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Frames

Q: I found a beautiful painting in an antique store, but I'm not sure how to frame it. I'm planning to take it to a frame shop, but do you have any advice for me on how to make the frame complement the painting?

 -- Renee Laker, Bloomfield Hills, Michigan

 

Eli Wilner & Co. in New York City is one of Martha's favorite places to select a frame, especially an antique one. Martha thought the best way to answer this question would be to show you a clip from a field trip she took to Eli's studio in Long Island City. In it, Eli presents several alternatives for framing a still life of a pair of apples painted by E.C. Leavitt in 1895, and also suggests the ultimate frame for a contemporary landscape painting of Florence by Stephen Hannock. In choosing a frame, Eli considers the era in which the painting was made, its colors and what brings them out, the composition, and the amount of detail in the painting. An ornate gilt frame, possibly chosen by the artist himself, best complements the painting of the apples. For the view of Florence, the artist and Eli, working together, have chosen something much more streamlined, the form of which, nonetheless, is suggestive of the 19th century.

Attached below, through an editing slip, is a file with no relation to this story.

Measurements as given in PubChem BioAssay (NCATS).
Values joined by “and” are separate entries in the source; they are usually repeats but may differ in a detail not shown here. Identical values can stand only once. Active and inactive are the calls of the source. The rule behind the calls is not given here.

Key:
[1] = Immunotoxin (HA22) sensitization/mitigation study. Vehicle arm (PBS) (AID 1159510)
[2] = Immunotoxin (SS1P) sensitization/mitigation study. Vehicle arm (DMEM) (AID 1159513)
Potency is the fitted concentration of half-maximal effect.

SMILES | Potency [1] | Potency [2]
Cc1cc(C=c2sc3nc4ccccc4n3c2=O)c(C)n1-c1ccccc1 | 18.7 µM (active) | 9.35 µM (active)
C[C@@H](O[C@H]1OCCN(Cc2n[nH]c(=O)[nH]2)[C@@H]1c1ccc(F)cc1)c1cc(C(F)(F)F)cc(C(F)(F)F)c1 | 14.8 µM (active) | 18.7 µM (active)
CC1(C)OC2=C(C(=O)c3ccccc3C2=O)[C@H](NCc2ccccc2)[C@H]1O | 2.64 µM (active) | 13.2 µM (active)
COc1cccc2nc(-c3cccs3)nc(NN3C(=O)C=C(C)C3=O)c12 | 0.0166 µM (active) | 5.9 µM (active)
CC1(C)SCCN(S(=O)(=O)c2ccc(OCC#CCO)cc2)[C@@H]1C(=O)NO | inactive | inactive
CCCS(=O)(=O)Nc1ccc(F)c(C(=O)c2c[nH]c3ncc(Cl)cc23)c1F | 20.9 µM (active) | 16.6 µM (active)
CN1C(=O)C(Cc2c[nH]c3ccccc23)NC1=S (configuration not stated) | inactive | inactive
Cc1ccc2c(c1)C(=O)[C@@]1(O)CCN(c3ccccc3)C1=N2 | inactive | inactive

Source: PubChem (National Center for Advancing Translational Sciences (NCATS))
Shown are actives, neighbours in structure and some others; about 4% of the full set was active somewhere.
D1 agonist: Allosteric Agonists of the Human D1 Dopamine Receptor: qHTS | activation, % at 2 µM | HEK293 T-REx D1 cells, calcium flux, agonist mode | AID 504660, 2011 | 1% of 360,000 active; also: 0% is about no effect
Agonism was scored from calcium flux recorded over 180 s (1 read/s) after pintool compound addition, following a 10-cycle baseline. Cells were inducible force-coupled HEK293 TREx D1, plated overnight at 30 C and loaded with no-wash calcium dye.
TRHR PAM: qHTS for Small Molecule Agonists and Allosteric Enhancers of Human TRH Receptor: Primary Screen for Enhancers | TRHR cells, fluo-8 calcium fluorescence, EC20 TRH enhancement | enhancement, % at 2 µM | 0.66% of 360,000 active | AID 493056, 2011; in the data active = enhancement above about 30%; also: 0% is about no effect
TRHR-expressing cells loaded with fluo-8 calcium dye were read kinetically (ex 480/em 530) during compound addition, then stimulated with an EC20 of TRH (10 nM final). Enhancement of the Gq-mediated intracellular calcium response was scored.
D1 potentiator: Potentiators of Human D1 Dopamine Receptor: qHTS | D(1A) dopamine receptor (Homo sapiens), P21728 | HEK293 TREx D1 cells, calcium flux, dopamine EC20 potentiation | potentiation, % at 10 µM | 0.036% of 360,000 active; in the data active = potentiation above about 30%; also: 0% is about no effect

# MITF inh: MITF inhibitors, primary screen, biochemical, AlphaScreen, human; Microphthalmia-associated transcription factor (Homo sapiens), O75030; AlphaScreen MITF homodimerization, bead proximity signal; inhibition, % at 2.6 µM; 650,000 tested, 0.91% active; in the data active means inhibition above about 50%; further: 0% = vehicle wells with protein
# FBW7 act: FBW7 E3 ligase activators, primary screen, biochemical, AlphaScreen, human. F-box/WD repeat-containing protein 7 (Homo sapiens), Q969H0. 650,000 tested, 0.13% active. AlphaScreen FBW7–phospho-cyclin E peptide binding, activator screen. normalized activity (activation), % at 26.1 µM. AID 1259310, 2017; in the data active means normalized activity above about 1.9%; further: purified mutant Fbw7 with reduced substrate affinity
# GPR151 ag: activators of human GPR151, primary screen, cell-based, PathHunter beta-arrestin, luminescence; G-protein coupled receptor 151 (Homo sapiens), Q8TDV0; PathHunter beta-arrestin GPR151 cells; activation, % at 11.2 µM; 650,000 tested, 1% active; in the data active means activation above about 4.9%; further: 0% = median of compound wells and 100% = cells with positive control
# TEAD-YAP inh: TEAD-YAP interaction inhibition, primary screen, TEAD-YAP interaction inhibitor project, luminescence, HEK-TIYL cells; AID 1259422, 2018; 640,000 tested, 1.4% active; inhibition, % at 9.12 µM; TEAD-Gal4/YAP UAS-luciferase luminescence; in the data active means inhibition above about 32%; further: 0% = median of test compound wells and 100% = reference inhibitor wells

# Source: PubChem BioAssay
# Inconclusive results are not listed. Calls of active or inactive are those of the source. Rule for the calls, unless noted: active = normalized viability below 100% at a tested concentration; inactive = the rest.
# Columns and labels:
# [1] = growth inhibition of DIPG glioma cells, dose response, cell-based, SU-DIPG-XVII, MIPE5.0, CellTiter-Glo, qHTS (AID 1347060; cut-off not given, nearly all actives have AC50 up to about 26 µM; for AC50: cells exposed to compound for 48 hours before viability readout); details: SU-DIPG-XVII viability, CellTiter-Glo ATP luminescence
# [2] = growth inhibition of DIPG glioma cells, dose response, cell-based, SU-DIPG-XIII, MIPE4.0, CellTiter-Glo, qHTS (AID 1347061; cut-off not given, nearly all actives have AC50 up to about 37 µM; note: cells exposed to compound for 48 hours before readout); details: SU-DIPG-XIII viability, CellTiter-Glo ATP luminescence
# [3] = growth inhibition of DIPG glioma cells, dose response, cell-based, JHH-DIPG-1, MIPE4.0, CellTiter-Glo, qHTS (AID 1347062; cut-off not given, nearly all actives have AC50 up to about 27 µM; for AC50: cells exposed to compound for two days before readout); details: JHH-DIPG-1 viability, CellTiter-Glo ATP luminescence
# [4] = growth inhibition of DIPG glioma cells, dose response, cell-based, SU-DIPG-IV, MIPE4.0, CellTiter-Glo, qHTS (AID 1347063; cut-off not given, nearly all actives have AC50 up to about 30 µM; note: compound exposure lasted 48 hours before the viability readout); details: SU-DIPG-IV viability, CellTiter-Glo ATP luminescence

Once unappreciated and considered worthless, frames can now greatly enhance a painting's value -- as well as its aesthetic worth. Eli says period frames are essential to understanding and appreciating a painting as the artist originally intended. Some artists carved their own frames, while others worked closely with frame makers to execute their designs. A frame signed by the artisan is often quite valuable. Some notable frame makers and designers include:

Charles Prendergast (1863-1948): An accomplished painter, Prendergast drew inspiration for his frames from the Chinese and Persian collections at Boston's Museum of Fine Arts. He and his brother, Maurice, are among the most influential 20th-century American frame makers.

Stanford White (1853-1906): Renowned as an architect, Stanford White often designed frames with rich architectural elements that complemented his interiors.

Frederick Harer (1880-1940): A painter, sculptor, etcher, and frame maker from Bucks County, Pennsylvania, he was known for his use of stencils, incising, and burnishing and was greatly influenced by Spanish and West Indian art.